The word of God as clearly establishes "election" as it sedulously guards against "reprobation." Everyone who finds himself in heaven will have to thank God for it; and everyone that finds himself in hell will have to thank himself.}

Now, in Jacob's case, as set forth in the three chapters now before us, all his toiling and working, like his wretched bargain before, is the result of his ignorance of God's grace, and his inability to put implicit confidence in God's promise. The man that could say, after a most unqualified promise from God to give him the whole land of Canaan, "IF God will give me food to eat and raiment to put on," could have had but a very faint apprehension of who God was, or what His promise was either; and because of this, we see him seeking to do the best he can for himself. This is always the way when grace is not understood: the principles of grace may be professed, but the real measure of our experience of the power of grace is quite another thing. One would have imagined that Jacob's vision had told him a tale of grace; but God's revelation at Bethel, and Jacob's actings at Haran, are two very different things; yet the latter tell out what was Jacob's sense of the former. Character and conduct prove the real measure of the soul's experience and conviction, whatever the profession may be. But Jacob had never yet been brought to measure himself in God's presence, and therefore he was ignorant of grace, and he proved his ignorance by measuring himself with Laban, and adopting his maxims and ways.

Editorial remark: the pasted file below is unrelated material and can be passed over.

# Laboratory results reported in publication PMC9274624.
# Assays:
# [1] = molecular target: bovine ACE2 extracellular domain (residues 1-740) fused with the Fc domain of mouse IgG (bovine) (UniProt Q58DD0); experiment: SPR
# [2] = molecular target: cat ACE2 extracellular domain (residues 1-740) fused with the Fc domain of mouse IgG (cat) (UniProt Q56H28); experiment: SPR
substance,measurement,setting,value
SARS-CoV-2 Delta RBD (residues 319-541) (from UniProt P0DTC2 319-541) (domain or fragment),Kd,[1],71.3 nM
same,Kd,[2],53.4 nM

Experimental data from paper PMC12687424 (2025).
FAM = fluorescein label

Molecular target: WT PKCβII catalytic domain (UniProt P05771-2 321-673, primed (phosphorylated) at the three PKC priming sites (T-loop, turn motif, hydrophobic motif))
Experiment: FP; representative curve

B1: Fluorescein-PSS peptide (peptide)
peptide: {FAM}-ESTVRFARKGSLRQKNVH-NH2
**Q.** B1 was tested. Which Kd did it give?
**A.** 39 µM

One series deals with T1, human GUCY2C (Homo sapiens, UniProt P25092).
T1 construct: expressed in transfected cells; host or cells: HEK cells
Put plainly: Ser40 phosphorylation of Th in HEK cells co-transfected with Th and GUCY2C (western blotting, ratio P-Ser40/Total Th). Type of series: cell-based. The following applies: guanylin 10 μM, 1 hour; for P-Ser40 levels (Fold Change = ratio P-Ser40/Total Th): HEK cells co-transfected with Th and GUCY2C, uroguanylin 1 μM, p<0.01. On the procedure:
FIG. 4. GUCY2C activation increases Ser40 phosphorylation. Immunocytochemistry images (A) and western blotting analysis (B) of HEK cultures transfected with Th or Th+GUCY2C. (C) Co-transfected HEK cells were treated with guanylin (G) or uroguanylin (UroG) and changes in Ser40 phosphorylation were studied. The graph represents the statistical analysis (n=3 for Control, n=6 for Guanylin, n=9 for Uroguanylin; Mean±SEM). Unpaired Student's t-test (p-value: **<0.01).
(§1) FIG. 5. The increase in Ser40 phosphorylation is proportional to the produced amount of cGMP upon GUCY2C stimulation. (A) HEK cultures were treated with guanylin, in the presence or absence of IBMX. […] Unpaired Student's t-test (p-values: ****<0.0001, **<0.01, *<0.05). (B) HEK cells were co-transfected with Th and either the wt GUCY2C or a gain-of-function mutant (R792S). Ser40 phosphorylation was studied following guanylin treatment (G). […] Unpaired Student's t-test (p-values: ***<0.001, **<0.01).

One cannot help remarking the fact that inasmuch as Jacob failed to learn and judge the inherent character of his flesh before God, therefore he was, in the providence of God, led into the very sphere in which that character was fully exhibited in its broadest lines. He was conducted to Haran, the country of Laban and Rebekah, the very school from whence those principles, in which he was such a remarkable adept, had emanated, and where they were taught, exhibited, and maintained. If one wanted to learn what God was, he should go to Bethel; if to learn what man was, he should go to Haran. But Jacob had failed to take in God's revelation of Himself at Bethel, and he therefore went to Haran, and there showed what he was — and oh, what scrambling and scraping! what shuffling and shifting! There is no holy and elevated confidence in God, no simply looking to and waiting on Him. True, God was with Jacob — for nothing can hinder the outshining of divine grace. Moreover, Jacob in a measure owns God's presence and faithfulness. Still nothing can be done without a scheme and a plan. Jacob cannot allow God to settle the question as to his wives and his wages, but seeks to settle all by his own cunning and management. In short, it is "the supplanter" throughout. Let the reader turn, for example, to Genesis 30:37-42, and say where he can find a more masterly piece of cunning. It is verily a perfect picture of Jacob. In place of allowing God to multiply "the ringstraked, speckled, and spotted cattle," as be most assuredly could have done, had He been trusted, he sets about securing their multiplication by a piece of policy which could only have found its origin in the mind of a Jacob. So in all his actings, during his twenty years' sojourn with Laban; and finally, he, most characteristically, "steals away," thus maintaining, in everything, his consistency with himself.